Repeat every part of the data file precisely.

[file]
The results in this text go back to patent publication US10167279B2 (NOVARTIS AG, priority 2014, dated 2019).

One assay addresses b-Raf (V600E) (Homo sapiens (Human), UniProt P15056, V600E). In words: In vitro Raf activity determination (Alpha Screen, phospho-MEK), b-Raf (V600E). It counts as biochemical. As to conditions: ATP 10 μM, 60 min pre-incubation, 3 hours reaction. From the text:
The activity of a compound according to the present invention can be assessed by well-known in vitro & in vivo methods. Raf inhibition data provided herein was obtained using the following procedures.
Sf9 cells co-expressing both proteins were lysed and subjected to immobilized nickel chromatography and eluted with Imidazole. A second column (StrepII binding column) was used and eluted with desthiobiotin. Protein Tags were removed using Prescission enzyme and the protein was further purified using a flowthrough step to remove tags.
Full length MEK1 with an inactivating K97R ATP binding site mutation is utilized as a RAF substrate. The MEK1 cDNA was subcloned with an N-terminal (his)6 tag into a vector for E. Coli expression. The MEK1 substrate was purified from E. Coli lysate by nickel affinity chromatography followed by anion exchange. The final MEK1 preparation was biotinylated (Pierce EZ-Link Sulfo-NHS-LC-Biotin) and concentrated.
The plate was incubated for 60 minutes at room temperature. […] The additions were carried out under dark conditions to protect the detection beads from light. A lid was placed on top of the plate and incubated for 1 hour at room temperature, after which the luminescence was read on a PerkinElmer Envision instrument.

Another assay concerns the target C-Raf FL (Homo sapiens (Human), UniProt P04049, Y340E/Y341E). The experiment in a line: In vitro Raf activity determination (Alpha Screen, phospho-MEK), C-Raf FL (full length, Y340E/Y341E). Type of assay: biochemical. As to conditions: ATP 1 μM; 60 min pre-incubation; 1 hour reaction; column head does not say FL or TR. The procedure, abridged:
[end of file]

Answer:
The results in this text go back to patent publication US10167279B2 (NOVARTIS AG, priority 2014, dated 2019).

One assay addresses b-Raf (V600E) (Homo sapiens (Human), UniProt P15056, V600E). In words: In vitro Raf activity determination (Alpha Screen, phospho-MEK), b-Raf (V600E). It counts as biochemical. As to conditions: ATP 10 μM, 60 min pre-incubation, 3 hours reaction. From the text:
The activity of a compound according to the present invention can be assessed by well-known in vitro & in vivo methods. Raf inhibition data provided herein was obtained using the following procedures.
Sf9 cells co-expressing both proteins were lysed and subjected to immobilized nickel chromatography and eluted with Imidazole. A second column (StrepII binding column) was used and eluted with desthiobiotin. Protein Tags were removed using Prescission enzyme and the protein was further purified using a flowthrough step to remove tags.
Full length MEK1 with an inactivating K97R ATP binding site mutation is utilized as a RAF substrate. The MEK1 cDNA was subcloned with an N-terminal (his)6 tag into a vector for E. Coli expression. The MEK1 substrate was purified from E. Coli lysate by nickel affinity chromatography followed by anion exchange. The final MEK1 preparation was biotinylated (Pierce EZ-Link Sulfo-NHS-LC-Biotin) and concentrated.
The plate was incubated for 60 minutes at room temperature. […] The additions were carried out under dark conditions to protect the detection beads from light. A lid was placed on top of the plate and incubated for 1 hour at room temperature, after which the luminescence was read on a PerkinElmer Envision instrument.

Another assay concerns the target C-Raf FL (Homo sapiens (Human), UniProt P04049, Y340E/Y341E). The experiment in a line: In vitro Raf activity determination (Alpha Screen, phospho-MEK), C-Raf FL (full length, Y340E/Y341E). Type of assay: biochemical. As to conditions: ATP 1 μM; 60 min pre-incubation; 1 hour reaction; column head does not say FL or TR. The procedure, abridged: